A hypothesis of ours was that the effective sorption coefficient of LD-PE with silica gel inversely scales the effective diffusion coefficient. To relate the results for the effective diffusion, sorption, and permeation coefficients, the effective diffusion and sorption coefficients were depicted as pairs of values (Figure 10). The transverse lines are values for constant effective permeation coefficients that were determined by permeation measurements. On these lines, the products of effective diffusion and effective sorption coefficients are constant ( P e f f . = S e f f . × D e f f . ), resulting in the measured effective permeation coefficient. This kind of depiction was chosen before by Kanehashi and Nagai and McCall for different gases (carbon dioxide, nitrogen, and methane) and water [123,124]. The pair of values for the effective diffusion and the effective sorption coefficients lay on one transverse line, which represents the effective permeation coefficients determined by permeation measurements. Therefore, the sorption experiments resulted in similar results to the permeation measurement results, concerning the effective permeation coefficients. The effective sorption coefficient was getting smaller as the RH was increased. On the other hand, the values of the effective diffusion coefficients increased as the RH values increased. The variation of the values for the effective measured permeation coefficients was less than 30% from the average value. The effective sorption coefficient was indirectly proportional to the effective diffusion coefficient ( P e f f . S e f f . × D e f f . ; P e f f . c o n s t a n t ). With this knowledge it is possible to estimate the effective diffusion coefficient when the effective permeation coefficient and the sorption coefficient or the absorption capacity, are already known. This is the most important result of this work.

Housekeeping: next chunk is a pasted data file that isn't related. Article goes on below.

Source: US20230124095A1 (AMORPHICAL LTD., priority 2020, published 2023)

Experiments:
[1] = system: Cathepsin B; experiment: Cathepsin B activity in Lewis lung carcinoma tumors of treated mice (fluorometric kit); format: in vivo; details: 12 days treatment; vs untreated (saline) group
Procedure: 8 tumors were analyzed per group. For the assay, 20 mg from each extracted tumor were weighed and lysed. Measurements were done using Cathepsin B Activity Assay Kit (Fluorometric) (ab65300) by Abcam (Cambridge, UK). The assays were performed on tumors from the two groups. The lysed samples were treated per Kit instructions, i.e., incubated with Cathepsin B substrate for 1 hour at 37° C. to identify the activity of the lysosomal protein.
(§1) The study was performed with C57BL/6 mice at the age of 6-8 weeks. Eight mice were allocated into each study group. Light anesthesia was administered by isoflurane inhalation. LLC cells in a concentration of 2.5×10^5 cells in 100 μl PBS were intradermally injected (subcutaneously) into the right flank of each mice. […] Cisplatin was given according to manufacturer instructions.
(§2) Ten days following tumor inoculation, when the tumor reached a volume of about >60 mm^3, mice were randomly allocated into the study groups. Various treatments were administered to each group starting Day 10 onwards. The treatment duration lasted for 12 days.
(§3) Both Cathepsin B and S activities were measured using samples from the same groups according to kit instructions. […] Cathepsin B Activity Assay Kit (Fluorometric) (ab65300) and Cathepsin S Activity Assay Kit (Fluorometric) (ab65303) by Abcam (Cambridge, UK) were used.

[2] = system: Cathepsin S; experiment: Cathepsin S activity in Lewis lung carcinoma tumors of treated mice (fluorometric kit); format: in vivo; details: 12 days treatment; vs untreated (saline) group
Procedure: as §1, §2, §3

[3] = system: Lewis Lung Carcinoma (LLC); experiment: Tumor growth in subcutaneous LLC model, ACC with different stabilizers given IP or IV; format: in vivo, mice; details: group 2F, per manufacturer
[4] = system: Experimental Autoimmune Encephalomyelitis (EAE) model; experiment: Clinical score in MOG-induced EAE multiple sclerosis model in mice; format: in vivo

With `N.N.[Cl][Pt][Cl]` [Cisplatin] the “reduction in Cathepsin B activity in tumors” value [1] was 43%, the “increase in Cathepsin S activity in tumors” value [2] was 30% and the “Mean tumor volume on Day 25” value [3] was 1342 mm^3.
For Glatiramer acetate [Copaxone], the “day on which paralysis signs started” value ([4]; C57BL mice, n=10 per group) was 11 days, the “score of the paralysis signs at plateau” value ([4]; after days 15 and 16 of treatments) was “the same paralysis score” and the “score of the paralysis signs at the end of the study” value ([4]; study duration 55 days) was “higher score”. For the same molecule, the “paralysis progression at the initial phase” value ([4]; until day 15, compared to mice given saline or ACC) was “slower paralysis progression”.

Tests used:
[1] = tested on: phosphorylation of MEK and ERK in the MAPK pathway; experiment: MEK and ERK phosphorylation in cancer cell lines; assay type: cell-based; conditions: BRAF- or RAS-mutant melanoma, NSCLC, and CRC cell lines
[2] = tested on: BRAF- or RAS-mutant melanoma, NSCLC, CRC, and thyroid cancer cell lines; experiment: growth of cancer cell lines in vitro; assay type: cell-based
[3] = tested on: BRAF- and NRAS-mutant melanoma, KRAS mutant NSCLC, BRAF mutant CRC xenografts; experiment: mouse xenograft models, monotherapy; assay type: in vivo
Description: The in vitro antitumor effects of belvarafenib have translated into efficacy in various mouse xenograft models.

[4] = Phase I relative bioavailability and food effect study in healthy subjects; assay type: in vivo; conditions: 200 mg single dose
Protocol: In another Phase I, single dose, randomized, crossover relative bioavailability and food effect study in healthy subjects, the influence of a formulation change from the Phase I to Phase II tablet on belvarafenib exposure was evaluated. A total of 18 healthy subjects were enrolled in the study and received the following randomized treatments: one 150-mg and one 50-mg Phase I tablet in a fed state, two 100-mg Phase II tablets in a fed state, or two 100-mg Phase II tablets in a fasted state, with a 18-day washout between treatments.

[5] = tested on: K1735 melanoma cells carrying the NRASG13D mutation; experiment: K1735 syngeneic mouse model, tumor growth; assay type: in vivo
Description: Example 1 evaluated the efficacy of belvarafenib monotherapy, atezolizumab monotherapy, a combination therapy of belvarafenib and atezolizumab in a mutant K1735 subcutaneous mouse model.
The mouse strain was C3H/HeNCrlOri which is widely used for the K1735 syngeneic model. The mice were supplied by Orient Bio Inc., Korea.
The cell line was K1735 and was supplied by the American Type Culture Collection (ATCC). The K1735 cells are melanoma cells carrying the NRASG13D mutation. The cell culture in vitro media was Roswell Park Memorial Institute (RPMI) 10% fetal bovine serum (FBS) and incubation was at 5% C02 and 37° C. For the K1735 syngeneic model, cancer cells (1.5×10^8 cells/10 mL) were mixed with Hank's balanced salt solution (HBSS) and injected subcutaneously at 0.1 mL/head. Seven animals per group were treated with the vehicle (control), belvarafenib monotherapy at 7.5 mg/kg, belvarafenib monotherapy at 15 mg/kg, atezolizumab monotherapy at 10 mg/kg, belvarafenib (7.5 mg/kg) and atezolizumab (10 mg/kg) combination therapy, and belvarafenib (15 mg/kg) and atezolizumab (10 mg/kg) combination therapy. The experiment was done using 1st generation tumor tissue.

3.6. Gas Transmission Rates

In Table 6, the permeation coefficients for nitrogen, oxygen, and carbon dioxide are shown. (The sample with 0.6 g silica gel/g film could not be measured.) The nitrogen (N2), oxygen (O2), and carbon dioxide (CO2) permeation coefficients decreased as the silica gel concentration increased, opposed to the results obtained for water vapor permeation. The water vapor permeation coefficient increased as the silica gel concentration increases (Table 5). This behavior can be explained by the free OH-groups of silica gel. PE-LD with dispersed silica gel had, therefore, a higher effective solubility for water vapor. The non-polar gases N2, O2, and CO2 do not interact with these polar groups and their diffusion in the polymer is blocked by the silica gel particles.